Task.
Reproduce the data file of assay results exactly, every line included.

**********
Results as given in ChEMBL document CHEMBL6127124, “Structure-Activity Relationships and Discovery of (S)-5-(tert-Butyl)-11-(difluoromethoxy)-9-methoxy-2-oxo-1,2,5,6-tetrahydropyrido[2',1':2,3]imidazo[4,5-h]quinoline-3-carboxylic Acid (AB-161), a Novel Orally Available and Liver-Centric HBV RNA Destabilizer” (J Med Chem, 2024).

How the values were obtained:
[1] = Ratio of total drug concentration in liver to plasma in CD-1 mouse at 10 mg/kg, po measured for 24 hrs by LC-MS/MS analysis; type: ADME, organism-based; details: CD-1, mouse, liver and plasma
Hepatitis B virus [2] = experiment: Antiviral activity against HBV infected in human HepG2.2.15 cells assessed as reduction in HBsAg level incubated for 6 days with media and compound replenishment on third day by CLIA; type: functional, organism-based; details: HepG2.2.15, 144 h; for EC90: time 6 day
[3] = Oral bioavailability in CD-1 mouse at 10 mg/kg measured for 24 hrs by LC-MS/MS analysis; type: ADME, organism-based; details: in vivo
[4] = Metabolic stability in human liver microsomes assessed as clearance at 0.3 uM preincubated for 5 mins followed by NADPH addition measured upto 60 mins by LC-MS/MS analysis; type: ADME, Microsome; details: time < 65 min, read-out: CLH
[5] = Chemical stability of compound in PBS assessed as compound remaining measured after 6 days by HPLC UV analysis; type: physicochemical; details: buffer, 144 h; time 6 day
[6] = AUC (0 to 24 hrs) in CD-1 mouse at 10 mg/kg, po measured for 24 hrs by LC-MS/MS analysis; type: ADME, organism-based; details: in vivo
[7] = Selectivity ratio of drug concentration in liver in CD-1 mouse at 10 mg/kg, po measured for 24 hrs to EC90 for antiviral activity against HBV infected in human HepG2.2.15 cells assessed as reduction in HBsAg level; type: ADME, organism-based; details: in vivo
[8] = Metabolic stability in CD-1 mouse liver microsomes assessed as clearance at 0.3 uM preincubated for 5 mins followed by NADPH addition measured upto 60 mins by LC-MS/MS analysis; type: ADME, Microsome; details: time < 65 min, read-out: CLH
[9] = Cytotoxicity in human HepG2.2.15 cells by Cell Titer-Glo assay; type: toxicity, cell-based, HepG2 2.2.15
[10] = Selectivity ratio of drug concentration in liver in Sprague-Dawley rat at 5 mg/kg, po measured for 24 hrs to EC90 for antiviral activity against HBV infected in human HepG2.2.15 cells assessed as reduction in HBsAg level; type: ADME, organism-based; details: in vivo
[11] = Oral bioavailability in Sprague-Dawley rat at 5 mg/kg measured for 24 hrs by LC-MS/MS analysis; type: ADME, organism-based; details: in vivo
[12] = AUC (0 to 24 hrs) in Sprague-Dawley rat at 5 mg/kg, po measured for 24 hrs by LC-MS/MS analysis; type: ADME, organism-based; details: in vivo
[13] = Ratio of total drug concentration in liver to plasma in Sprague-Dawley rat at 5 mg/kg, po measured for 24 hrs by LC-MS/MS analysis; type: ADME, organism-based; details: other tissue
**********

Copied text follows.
Results as given in ChEMBL document CHEMBL6127124, “Structure-Activity Relationships and Discovery of (S)-5-(tert-Butyl)-11-(difluoromethoxy)-9-methoxy-2-oxo-1,2,5,6-tetrahydropyrido[2',1':2,3]imidazo[4,5-h]quinoline-3-carboxylic Acid (AB-161), a Novel Orally Available and Liver-Centric HBV RNA Destabilizer” (J Med Chem, 2024).

How the values were obtained:
[1] = Ratio of total drug concentration in liver to plasma in CD-1 mouse at 10 mg/kg, po measured for 24 hrs by LC-MS/MS analysis; type: ADME, organism-based; details: CD-1, mouse, liver and plasma
Hepatitis B virus [2] = experiment: Antiviral activity against HBV infected in human HepG2.2.15 cells assessed as reduction in HBsAg level incubated for 6 days with media and compound replenishment on third day by CLIA; type: functional, organism-based; details: HepG2.2.15, 144 h; for EC90: time 6 day
[3] = Oral bioavailability in CD-1 mouse at 10 mg/kg measured for 24 hrs by LC-MS/MS analysis; type: ADME, organism-based; details: in vivo
[4] = Metabolic stability in human liver microsomes assessed as clearance at 0.3 uM preincubated for 5 mins followed by NADPH addition measured upto 60 mins by LC-MS/MS analysis; type: ADME, Microsome; details: time < 65 min, read-out: CLH
[5] = Chemical stability of compound in PBS assessed as compound remaining measured after 6 days by HPLC UV analysis; type: physicochemical; details: buffer, 144 h; time 6 day
[6] = AUC (0 to 24 hrs) in CD-1 mouse at 10 mg/kg, po measured for 24 hrs by LC-MS/MS analysis; type: ADME, organism-based; details: in vivo
[7] = Selectivity ratio of drug concentration in liver in CD-1 mouse at 10 mg/kg, po measured for 24 hrs to EC90 for antiviral activity against HBV infected in human HepG2.2.15 cells assessed as reduction in HBsAg level; type: ADME, organism-based; details: in vivo
[8] = Metabolic stability in CD-1 mouse liver microsomes assessed as clearance at 0.3 uM preincubated for 5 mins followed by NADPH addition measured upto 60 mins by LC-MS/MS analysis; type: ADME, Microsome; details: time < 65 min, read-out: CLH
[9] = Cytotoxicity in human HepG2.2.15 cells by Cell Titer-Glo assay; type: toxicity, cell-based, HepG2 2.2.15
[10] = Selectivity ratio of drug concentration in liver in Sprague-Dawley rat at 5 mg/kg, po measured for 24 hrs to EC90 for antiviral activity against HBV infected in human HepG2.2.15 cells assessed as reduction in HBsAg level; type: ADME, organism-based; details: in vivo
[11] = Oral bioavailability in Sprague-Dawley rat at 5 mg/kg measured for 24 hrs by LC-MS/MS analysis; type: ADME, organism-based; details: in vivo
[12] = AUC (0 to 24 hrs) in Sprague-Dawley rat at 5 mg/kg, po measured for 24 hrs by LC-MS/MS analysis; type: ADME, organism-based; details: in vivo
[13] = Ratio of total drug concentration in liver to plasma in Sprague-Dawley rat at 5 mg/kg, po measured for 24 hrs by LC-MS/MS analysis; type: ADME, organism-based; details: other tissue